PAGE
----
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Clinical Note
August 17, 2009

Ecthyma Gangrenosum: An Unusual Cutaneous Manifestation of the Head and Neck

Author Affiliations

Author Affiliations: Bobby R. Alford Department of Otolaryngology–Head and Neck Surgery, Baylor College of Medicine, Houston, Texas (Dr Funk); and Departments of Pathology (Dr Ivan) and Head and Neck Surgery (Dr Gillenwater), The University of Texas M. D. Anderson Cancer Center, Houston.

Arch Otolaryngol Head Neck Surg. 2009;135(8):818-820. doi:10.1001/archoto.2009.93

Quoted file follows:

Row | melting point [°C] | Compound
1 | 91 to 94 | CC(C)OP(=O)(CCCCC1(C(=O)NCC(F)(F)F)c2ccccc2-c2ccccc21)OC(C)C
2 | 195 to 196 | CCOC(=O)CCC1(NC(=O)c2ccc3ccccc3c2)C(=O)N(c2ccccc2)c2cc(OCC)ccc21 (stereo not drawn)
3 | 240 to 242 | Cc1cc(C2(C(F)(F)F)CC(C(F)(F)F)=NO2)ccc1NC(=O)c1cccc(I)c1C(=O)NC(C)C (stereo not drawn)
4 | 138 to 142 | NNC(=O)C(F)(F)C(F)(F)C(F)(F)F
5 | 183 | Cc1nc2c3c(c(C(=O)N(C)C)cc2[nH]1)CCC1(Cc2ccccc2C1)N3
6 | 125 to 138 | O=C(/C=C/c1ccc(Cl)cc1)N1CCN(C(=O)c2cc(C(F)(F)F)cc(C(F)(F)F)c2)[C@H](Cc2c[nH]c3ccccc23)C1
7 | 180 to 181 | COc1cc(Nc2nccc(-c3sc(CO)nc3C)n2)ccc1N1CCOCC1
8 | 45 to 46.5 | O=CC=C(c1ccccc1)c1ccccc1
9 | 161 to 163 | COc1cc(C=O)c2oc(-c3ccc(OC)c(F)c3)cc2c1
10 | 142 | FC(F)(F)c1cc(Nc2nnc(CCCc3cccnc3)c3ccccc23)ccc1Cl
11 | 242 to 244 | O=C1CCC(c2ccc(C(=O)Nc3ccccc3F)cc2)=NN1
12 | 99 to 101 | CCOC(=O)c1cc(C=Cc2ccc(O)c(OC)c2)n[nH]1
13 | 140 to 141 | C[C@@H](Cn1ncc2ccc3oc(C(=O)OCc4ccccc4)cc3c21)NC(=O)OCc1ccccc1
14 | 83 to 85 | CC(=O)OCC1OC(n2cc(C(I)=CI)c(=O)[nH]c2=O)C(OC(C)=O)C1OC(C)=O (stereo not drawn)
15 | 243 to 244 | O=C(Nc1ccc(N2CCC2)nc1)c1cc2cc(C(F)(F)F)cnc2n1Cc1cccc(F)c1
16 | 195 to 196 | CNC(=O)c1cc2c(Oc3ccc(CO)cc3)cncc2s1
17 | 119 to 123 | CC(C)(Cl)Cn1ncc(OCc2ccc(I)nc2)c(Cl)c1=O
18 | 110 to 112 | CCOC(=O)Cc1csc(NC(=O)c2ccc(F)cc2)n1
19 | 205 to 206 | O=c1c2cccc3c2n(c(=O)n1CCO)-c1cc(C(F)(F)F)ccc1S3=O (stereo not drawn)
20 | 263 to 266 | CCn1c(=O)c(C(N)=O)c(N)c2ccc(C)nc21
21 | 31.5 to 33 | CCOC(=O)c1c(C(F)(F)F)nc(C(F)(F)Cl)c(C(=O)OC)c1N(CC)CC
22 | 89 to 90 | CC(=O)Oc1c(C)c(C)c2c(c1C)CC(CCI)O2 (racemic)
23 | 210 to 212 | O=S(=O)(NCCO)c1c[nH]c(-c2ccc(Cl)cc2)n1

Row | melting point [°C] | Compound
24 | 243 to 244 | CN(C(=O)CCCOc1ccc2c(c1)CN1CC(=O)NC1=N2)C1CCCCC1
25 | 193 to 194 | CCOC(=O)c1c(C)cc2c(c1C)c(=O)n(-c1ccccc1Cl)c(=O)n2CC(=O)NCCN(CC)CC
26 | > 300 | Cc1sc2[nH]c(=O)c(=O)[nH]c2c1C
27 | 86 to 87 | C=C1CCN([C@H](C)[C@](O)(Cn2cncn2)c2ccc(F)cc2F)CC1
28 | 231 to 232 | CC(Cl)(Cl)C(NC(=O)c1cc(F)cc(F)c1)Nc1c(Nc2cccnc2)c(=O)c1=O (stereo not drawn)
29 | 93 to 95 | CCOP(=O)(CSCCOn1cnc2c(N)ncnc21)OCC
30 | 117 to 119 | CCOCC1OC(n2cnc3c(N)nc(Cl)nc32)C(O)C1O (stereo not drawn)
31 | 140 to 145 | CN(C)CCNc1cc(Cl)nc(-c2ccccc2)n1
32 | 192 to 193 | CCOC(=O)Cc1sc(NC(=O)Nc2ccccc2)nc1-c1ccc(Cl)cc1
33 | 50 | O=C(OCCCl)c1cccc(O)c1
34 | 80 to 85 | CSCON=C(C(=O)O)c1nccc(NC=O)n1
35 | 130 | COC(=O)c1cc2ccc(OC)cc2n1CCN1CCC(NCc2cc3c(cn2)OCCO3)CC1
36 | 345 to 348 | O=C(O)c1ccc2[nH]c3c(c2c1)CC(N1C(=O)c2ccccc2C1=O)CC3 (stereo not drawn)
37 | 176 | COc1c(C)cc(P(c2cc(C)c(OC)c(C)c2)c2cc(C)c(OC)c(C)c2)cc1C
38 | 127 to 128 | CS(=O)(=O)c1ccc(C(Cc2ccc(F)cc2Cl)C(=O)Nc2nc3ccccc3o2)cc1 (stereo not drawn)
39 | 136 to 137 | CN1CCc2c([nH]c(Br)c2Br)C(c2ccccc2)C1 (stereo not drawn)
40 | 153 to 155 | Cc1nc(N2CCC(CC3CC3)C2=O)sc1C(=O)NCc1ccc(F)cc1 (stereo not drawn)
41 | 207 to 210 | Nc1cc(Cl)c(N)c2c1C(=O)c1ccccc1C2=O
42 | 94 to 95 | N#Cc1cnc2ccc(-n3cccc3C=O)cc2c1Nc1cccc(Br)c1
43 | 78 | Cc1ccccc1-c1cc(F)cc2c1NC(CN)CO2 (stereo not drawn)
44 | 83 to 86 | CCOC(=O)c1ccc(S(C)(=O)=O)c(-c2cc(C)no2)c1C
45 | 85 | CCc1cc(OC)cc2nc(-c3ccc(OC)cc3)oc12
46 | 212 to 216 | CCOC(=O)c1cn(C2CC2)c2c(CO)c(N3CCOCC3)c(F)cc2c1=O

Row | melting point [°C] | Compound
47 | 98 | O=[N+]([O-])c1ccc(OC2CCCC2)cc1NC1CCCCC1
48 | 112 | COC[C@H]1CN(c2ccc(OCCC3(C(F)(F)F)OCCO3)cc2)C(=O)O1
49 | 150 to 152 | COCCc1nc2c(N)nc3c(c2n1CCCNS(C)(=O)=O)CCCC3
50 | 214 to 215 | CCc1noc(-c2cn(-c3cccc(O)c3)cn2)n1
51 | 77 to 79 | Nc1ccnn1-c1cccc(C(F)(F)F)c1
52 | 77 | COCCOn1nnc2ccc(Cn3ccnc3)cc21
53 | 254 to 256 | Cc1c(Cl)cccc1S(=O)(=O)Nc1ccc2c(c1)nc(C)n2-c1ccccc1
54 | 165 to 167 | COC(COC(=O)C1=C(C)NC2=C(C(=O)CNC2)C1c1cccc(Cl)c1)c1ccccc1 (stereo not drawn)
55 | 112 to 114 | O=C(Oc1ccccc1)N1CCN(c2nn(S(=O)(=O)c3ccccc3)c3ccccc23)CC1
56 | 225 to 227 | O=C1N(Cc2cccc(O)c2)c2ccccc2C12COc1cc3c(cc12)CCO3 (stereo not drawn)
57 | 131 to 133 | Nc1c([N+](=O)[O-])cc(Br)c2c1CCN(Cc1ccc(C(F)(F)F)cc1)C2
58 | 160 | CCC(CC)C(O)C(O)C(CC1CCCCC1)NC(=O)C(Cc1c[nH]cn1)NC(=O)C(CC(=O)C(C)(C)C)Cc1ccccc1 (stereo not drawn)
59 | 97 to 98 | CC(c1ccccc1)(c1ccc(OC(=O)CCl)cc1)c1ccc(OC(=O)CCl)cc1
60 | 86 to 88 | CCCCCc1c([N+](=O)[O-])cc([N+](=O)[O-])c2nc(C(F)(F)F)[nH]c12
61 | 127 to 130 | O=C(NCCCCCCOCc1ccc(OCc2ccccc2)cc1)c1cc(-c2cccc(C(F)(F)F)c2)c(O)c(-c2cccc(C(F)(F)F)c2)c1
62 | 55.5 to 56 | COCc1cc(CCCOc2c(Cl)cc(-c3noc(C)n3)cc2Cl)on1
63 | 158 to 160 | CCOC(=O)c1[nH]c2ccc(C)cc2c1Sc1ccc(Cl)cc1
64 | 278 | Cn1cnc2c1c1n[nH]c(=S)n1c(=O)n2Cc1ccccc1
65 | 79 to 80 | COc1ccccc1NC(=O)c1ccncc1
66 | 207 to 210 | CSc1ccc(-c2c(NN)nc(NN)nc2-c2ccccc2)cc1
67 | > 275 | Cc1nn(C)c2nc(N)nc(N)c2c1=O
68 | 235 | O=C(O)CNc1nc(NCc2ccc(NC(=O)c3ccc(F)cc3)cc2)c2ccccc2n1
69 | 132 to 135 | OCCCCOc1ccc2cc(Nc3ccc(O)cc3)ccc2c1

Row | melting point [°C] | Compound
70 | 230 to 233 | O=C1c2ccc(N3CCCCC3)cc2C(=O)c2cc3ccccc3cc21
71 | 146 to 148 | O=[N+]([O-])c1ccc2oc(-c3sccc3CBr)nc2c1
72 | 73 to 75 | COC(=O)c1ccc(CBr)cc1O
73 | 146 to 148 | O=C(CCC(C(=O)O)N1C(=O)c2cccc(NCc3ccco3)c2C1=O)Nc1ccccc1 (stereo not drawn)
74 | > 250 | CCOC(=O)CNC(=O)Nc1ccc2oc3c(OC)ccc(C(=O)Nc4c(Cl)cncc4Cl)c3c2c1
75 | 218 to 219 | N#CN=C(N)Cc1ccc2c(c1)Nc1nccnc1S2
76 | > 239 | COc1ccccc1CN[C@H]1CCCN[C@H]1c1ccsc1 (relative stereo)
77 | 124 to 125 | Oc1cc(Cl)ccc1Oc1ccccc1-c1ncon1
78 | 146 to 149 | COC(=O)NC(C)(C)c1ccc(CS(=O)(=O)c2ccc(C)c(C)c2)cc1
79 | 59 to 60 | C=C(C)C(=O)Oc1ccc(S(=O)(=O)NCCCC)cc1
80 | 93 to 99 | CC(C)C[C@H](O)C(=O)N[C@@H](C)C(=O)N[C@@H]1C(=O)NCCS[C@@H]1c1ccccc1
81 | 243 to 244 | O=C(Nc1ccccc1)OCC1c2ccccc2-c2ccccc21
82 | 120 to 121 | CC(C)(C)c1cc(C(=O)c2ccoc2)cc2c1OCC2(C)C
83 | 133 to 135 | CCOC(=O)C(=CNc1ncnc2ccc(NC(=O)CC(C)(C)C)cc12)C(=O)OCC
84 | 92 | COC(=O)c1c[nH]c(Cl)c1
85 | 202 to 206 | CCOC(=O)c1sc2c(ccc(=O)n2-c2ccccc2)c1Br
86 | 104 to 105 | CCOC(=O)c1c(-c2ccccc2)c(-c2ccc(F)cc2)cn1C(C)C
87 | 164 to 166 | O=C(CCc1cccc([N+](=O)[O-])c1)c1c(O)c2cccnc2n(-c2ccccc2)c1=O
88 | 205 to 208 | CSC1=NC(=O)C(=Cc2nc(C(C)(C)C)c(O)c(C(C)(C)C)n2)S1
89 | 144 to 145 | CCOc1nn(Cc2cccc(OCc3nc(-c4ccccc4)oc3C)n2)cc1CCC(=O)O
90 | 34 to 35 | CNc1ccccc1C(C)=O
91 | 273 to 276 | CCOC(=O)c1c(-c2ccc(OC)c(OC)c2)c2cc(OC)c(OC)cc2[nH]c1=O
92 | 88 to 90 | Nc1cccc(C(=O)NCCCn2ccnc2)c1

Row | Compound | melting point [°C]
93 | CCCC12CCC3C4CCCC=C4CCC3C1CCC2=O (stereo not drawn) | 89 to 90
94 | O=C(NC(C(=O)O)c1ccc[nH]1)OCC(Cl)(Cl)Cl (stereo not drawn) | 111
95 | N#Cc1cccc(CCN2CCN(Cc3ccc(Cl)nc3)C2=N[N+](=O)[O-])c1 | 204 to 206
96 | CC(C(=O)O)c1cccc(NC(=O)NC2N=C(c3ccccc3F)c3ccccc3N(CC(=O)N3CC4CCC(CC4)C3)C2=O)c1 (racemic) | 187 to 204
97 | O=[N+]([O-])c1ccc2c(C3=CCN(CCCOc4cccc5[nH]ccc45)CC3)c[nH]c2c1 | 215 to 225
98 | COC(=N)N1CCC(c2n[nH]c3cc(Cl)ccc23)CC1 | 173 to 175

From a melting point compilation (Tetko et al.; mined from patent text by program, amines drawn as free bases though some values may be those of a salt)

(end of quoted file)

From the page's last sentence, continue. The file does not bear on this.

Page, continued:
Ecthyma gangrenosum (EG) is a recognized cutaneous infection commonly associated with Pseudomonas aeruginosa bacteremia. It typically occurs in patients who are septic and severely immunocompromised. Clinical presentation characteristically begins as an erythematous or hemorrhagic vesicle or bulla, which evolves into a necrotic ulcer with eschar and surrounding erythema. This was first described in association with Pseudomonas septicemia by Barker in 1897 and was later given the name “ecthyma gangrenosum” by Hitschmann and Kreibich.1

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